In the conduct of government administration, it may be naive to assume that a scrupulously fair, due process occurs. During 2013, former Minister for Immigration Scott Morrison directed ASIO to delay security clearances for refugees. ‘No’ to due process. ‘Yes’ to discrimination and to punishment of certain groups.
An official alarm bell rang when the Federal Ombudsman reported in December 2017 that on issues such as the handling of citizenship applications that required integrity and identity clearance, some people had waited over 18 months for an outcome. The report also noted an increase in the number of applications where a decision had not been made for over two years.
The following case refers to an application which has stayed unresolved for three years. Given the fear that people experience, the names and some details have been changed.
On their daughter’s birth in Brisbane, stateless parents applied to register their daughter as an Australian citizen. But ‘Immigration’ – now Home Affairs – seems to have been determined to delay or resist claims from people who might not look like white South African farmers.
The dehumanizing journey of father Matt began with an assurance from a government department that the application concerning his little daughter would take no more than 80 days. At that rate the issue should have been settled by September 2015.
Frustrating years for Matt and his wife waiting to have their application answered have also involved a middleman, an Immigration Agent, who could be helpful, or might be part of the delay. Letters to and from the relevant government department are funnelled through such agents and only reach applicants indirectly.
Between September 2015 and April 2018, Matt received four dismissive letters from the government department, each saying that the matter is complex, even though the law on such matters is crystal clear. The letters included references to complexity and security and were signed by the first names of different public servants: William one day, Amanda the next.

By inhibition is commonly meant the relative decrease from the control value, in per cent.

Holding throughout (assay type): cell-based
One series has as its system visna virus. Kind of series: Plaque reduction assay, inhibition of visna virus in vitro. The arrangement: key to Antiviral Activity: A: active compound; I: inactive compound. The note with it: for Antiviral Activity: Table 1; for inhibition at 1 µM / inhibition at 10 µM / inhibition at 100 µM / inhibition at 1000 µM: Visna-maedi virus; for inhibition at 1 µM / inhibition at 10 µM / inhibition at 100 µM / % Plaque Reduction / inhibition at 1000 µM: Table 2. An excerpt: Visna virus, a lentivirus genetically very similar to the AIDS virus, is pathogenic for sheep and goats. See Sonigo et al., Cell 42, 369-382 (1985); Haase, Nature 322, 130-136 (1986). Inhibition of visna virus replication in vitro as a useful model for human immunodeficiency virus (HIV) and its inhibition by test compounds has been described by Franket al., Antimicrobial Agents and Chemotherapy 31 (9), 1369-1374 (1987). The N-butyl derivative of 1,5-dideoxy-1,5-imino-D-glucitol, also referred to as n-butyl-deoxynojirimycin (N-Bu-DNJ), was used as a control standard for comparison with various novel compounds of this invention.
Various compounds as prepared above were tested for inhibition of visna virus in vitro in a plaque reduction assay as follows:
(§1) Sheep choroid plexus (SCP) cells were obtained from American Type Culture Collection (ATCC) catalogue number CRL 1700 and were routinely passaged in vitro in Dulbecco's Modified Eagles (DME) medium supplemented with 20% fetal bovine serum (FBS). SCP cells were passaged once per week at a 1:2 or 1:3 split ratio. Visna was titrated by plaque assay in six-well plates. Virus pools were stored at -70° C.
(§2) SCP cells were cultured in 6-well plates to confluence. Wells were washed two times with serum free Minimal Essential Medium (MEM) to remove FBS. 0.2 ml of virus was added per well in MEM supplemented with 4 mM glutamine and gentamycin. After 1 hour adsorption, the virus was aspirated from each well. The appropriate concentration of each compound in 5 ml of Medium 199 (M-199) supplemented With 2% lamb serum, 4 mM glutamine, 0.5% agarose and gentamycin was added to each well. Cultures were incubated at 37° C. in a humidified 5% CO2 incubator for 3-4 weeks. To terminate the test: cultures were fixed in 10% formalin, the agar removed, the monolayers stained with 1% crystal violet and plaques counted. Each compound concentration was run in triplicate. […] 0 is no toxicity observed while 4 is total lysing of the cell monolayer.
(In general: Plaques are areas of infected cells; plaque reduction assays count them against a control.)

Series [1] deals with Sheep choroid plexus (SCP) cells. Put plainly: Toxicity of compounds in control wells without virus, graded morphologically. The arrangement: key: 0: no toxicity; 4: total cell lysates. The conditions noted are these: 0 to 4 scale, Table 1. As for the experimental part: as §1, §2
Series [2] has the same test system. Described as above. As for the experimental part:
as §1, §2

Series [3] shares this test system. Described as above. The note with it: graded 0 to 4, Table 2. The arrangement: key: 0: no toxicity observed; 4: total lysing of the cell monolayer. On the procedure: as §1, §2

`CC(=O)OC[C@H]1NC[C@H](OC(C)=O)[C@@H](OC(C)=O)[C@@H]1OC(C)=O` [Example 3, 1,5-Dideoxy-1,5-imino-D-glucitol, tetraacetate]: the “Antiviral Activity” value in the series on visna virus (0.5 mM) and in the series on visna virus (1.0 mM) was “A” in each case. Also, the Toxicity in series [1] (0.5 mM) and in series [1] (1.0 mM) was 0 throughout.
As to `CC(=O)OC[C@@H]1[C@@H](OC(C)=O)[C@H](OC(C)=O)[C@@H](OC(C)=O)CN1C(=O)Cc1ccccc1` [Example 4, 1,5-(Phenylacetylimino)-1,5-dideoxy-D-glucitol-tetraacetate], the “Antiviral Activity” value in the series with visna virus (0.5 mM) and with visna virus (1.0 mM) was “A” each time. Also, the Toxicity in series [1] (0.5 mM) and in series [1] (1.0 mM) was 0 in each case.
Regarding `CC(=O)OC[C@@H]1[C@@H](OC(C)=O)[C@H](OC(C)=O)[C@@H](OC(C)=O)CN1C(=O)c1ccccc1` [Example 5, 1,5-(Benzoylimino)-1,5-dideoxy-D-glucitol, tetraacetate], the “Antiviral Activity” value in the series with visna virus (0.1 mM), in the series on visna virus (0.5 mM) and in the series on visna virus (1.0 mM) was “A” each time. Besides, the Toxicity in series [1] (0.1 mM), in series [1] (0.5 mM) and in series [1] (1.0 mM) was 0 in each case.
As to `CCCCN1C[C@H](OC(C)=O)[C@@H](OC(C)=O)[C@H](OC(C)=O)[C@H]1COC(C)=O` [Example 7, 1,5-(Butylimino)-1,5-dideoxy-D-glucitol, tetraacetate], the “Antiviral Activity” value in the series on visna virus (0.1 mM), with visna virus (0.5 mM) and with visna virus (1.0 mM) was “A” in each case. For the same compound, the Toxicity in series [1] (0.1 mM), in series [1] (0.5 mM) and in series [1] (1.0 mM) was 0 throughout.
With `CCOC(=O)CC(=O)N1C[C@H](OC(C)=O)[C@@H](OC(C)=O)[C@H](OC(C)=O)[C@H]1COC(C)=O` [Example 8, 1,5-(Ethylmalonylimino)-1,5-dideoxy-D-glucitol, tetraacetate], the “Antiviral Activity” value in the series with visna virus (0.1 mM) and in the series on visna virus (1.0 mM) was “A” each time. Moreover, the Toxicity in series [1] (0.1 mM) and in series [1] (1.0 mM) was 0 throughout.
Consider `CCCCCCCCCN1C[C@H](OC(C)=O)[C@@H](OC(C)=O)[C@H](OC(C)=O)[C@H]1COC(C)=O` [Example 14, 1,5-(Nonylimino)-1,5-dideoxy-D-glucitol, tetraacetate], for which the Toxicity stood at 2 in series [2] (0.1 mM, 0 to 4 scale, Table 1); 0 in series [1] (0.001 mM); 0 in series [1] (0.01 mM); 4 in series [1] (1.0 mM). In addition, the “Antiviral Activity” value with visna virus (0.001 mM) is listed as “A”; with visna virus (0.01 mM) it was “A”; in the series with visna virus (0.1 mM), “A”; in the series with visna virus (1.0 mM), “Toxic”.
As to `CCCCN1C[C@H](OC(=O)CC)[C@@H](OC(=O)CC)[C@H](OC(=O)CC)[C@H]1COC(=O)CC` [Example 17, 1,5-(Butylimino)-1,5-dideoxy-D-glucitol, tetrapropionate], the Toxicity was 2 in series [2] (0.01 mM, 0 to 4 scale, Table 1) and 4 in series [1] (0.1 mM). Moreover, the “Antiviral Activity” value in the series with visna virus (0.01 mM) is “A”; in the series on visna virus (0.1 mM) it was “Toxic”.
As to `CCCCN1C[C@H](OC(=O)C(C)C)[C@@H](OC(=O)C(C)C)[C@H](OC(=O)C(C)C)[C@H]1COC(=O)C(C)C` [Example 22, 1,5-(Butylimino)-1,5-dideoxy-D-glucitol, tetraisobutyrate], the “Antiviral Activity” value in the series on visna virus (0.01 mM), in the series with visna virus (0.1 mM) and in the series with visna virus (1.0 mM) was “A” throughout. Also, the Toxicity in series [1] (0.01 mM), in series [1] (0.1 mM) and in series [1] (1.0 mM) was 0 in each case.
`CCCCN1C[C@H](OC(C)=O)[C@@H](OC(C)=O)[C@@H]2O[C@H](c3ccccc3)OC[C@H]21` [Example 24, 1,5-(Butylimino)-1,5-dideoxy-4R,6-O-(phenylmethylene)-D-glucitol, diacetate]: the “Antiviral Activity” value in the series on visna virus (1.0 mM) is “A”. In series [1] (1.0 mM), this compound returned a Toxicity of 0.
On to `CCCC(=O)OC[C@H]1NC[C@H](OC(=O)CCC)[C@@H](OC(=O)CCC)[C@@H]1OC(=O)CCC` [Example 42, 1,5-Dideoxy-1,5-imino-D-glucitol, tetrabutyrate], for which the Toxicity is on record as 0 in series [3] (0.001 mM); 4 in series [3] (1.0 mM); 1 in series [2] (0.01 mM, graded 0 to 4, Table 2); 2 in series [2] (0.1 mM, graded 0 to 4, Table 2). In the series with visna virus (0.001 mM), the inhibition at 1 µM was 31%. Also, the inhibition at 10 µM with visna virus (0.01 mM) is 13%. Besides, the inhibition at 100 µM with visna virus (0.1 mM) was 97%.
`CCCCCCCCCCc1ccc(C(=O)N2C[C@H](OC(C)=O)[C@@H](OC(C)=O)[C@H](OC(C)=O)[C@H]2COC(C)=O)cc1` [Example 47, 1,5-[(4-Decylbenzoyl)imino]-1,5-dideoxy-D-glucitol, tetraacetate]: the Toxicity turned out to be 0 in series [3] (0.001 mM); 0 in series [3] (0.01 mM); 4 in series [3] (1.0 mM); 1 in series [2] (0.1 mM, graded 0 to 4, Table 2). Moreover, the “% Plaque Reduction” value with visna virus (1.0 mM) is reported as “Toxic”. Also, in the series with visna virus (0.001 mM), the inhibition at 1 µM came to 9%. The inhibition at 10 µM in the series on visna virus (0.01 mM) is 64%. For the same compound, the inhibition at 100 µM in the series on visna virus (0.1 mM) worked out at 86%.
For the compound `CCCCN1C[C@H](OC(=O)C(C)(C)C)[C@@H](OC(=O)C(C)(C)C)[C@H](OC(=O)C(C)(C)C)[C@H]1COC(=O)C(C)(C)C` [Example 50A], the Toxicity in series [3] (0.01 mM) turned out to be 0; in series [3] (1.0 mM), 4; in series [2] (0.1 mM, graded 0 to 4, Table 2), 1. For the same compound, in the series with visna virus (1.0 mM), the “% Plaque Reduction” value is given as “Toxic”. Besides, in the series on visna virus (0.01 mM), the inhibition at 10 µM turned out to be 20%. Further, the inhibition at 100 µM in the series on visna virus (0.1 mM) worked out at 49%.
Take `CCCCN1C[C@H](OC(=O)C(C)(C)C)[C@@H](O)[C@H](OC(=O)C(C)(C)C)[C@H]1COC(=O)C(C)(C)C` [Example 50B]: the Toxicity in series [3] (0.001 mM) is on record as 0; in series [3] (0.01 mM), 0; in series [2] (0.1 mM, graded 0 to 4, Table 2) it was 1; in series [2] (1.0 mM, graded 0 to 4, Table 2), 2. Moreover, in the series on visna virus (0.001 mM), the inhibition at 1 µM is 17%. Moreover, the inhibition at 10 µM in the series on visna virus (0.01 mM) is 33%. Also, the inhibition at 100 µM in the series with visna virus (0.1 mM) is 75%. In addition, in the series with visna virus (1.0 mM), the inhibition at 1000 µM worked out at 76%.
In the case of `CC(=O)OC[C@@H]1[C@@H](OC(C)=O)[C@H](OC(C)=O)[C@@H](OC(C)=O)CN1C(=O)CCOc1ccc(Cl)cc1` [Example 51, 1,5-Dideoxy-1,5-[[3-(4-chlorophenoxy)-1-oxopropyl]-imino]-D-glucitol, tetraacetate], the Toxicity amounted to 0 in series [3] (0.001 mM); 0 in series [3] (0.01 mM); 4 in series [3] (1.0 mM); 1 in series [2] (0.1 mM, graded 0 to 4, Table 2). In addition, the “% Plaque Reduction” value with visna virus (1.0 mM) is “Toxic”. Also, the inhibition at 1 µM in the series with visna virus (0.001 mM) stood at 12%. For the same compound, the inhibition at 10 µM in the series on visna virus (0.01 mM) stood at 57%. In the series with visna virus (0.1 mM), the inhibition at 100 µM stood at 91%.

Immigration agents may appear indispensable but can be part of the maladministration. They take information from applicants, dress it up in their own legalistic jargon, put it on headed notepaper, post the information to the government department and charge their clients large fees. Matt estimates that the fruitless application process has cost him over $10,000. In the last exchange, his Immigration agent charged $600 to post the documents which the family had assembled. A dismayed and almost beaten Matt says, “It’s a brutal process”.
Matt has also explained, “If we ever protested to the department, that could affect our applications. The best to happen would be being pushed to the back of a queue, the worst to have our application turned down. There’s nothing we can do.”
At least Matt, his wife and daughter are not imprisoned on Manus or Nauru. An editorial in The Saturday Paper of March 24 listed the names of seven people who had died in detention while Minister Dutton was responsible for their care. The file of Fazel Chegeni ran to 700 pages. The paper shuffling must have been tiring. Eyes diverted from a touch of humanity must have begun to ache.
ABC’s Four Corners could investigate the extent to which politicians and their public servants are governing by fear. Alternatively, a Royal Commission should be asked to examine the interface between powerless people and a Home Affairs bureaucracy whose Minister seems unmoved by the nightmares he inflicts on his clients. Because freedoms and even lives have been lost within his department’s iron cage.